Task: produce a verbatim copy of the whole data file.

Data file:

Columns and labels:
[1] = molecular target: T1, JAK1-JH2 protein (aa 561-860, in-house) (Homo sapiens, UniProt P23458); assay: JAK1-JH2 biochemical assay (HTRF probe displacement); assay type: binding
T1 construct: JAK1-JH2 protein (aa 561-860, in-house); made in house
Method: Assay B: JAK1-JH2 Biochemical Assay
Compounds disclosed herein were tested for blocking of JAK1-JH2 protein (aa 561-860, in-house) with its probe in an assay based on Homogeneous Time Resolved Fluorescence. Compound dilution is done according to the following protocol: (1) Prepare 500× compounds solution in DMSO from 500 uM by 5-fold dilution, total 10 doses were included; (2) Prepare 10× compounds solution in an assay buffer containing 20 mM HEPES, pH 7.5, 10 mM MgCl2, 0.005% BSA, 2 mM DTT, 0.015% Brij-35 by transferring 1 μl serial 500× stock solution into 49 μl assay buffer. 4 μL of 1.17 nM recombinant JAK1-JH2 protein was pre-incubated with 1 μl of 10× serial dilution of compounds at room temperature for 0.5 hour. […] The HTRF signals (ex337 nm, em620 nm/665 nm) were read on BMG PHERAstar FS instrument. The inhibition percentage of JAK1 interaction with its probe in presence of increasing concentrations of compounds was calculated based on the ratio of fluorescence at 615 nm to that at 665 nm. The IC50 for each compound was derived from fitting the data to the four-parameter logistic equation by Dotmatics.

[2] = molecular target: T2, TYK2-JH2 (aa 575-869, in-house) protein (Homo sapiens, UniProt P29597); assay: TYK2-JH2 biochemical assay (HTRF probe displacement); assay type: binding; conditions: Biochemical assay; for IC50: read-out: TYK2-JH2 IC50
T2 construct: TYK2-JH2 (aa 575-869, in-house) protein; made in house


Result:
Columns and labels:
[1] = molecular target: T1, JAK1-JH2 protein (aa 561-860, in-house) (Homo sapiens, UniProt P23458); assay: JAK1-JH2 biochemical assay (HTRF probe displacement); assay type: binding
T1 construct: JAK1-JH2 protein (aa 561-860, in-house); made in house
Method: Assay B: JAK1-JH2 Biochemical Assay
Compounds disclosed herein were tested for blocking of JAK1-JH2 protein (aa 561-860, in-house) with its probe in an assay based on Homogeneous Time Resolved Fluorescence. Compound dilution is done according to the following protocol: (1) Prepare 500× compounds solution in DMSO from 500 uM by 5-fold dilution, total 10 doses were included; (2) Prepare 10× compounds solution in an assay buffer containing 20 mM HEPES, pH 7.5, 10 mM MgCl2, 0.005% BSA, 2 mM DTT, 0.015% Brij-35 by transferring 1 μl serial 500× stock solution into 49 μl assay buffer. 4 μL of 1.17 nM recombinant JAK1-JH2 protein was pre-incubated with 1 μl of 10× serial dilution of compounds at room temperature for 0.5 hour. […] The HTRF signals (ex337 nm, em620 nm/665 nm) were read on BMG PHERAstar FS instrument. The inhibition percentage of JAK1 interaction with its probe in presence of increasing concentrations of compounds was calculated based on the ratio of fluorescence at 615 nm to that at 665 nm. The IC50 for each compound was derived from fitting the data to the four-parameter logistic equation by Dotmatics.

[2] = molecular target: T2, TYK2-JH2 (aa 575-869, in-house) protein (Homo sapiens, UniProt P29597); assay: TYK2-JH2 biochemical assay (HTRF probe displacement); assay type: binding; conditions: Biochemical assay; for IC50: read-out: TYK2-JH2 IC50
T2 construct: TYK2-JH2 (aa 575-869, in-house) protein; made in house